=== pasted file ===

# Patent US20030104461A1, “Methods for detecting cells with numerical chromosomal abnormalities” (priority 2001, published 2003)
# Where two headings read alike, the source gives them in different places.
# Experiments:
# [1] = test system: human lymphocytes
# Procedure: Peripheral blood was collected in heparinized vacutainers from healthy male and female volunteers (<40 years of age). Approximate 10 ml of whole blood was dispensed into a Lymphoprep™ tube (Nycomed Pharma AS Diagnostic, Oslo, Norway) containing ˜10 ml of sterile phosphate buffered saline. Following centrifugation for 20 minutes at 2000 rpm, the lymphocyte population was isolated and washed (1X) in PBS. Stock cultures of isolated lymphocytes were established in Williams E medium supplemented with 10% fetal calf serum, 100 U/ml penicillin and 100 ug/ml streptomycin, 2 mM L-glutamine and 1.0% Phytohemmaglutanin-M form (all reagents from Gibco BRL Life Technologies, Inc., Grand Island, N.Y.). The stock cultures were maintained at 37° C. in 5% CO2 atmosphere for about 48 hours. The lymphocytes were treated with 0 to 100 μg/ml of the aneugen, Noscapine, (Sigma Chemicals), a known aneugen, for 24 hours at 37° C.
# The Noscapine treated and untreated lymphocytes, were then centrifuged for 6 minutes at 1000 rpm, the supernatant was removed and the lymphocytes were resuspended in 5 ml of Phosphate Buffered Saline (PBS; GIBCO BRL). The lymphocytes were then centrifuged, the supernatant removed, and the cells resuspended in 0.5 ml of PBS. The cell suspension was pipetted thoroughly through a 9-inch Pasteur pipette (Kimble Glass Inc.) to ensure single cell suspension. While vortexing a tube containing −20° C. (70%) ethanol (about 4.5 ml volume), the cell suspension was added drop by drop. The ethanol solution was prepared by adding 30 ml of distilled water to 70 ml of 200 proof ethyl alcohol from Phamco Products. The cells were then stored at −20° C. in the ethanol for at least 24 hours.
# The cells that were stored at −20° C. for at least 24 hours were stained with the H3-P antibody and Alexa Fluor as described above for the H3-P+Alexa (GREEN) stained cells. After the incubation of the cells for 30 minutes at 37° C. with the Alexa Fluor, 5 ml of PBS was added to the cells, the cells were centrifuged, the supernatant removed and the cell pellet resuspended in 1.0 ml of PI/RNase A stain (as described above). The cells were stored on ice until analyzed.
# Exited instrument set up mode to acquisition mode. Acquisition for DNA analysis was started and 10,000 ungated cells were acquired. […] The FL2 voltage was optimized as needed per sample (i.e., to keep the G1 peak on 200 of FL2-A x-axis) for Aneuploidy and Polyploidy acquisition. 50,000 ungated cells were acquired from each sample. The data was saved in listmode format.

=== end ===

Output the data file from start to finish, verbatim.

# Patent US20030104461A1, “Methods for detecting cells with numerical chromosomal abnormalities” (priority 2001, published 2003)
# Where two headings read alike, the source gives them in different places.
# Experiments:
# [1] = test system: human lymphocytes
# Procedure: Peripheral blood was collected in heparinized vacutainers from healthy male and female volunteers (<40 years of age). Approximate 10 ml of whole blood was dispensed into a Lymphoprep™ tube (Nycomed Pharma AS Diagnostic, Oslo, Norway) containing ˜10 ml of sterile phosphate buffered saline. Following centrifugation for 20 minutes at 2000 rpm, the lymphocyte population was isolated and washed (1X) in PBS. Stock cultures of isolated lymphocytes were established in Williams E medium supplemented with 10% fetal calf serum, 100 U/ml penicillin and 100 ug/ml streptomycin, 2 mM L-glutamine and 1.0% Phytohemmaglutanin-M form (all reagents from Gibco BRL Life Technologies, Inc., Grand Island, N.Y.). The stock cultures were maintained at 37° C. in 5% CO2 atmosphere for about 48 hours. The lymphocytes were treated with 0 to 100 μg/ml of the aneugen, Noscapine, (Sigma Chemicals), a known aneugen, for 24 hours at 37° C.
# The Noscapine treated and untreated lymphocytes, were then centrifuged for 6 minutes at 1000 rpm, the supernatant was removed and the lymphocytes were resuspended in 5 ml of Phosphate Buffered Saline (PBS; GIBCO BRL). The lymphocytes were then centrifuged, the supernatant removed, and the cells resuspended in 0.5 ml of PBS. The cell suspension was pipetted thoroughly through a 9-inch Pasteur pipette (Kimble Glass Inc.) to ensure single cell suspension. While vortexing a tube containing −20° C. (70%) ethanol (about 4.5 ml volume), the cell suspension was added drop by drop. The ethanol solution was prepared by adding 30 ml of distilled water to 70 ml of 200 proof ethyl alcohol from Phamco Products. The cells were then stored at −20° C. in the ethanol for at least 24 hours.
# The cells that were stored at −20° C. for at least 24 hours were stained with the H3-P antibody and Alexa Fluor as described above for the H3-P+Alexa (GREEN) stained cells. After the incubation of the cells for 30 minutes at 37° C. with the Alexa Fluor, 5 ml of PBS was added to the cells, the cells were centrifuged, the supernatant removed and the cell pellet resuspended in 1.0 ml of PI/RNase A stain (as described above). The cells were stored on ice until analyzed.
# Exited instrument set up mode to acquisition mode. Acquisition for DNA analysis was started and 10,000 ungated cells were acquired. […] The FL2 voltage was optimized as needed per sample (i.e., to keep the G1 peak on 200 of FL2-A x-axis) for Aneuploidy and Polyploidy acquisition. 50,000 ungated cells were acquired from each sample. The data was saved in listmode format.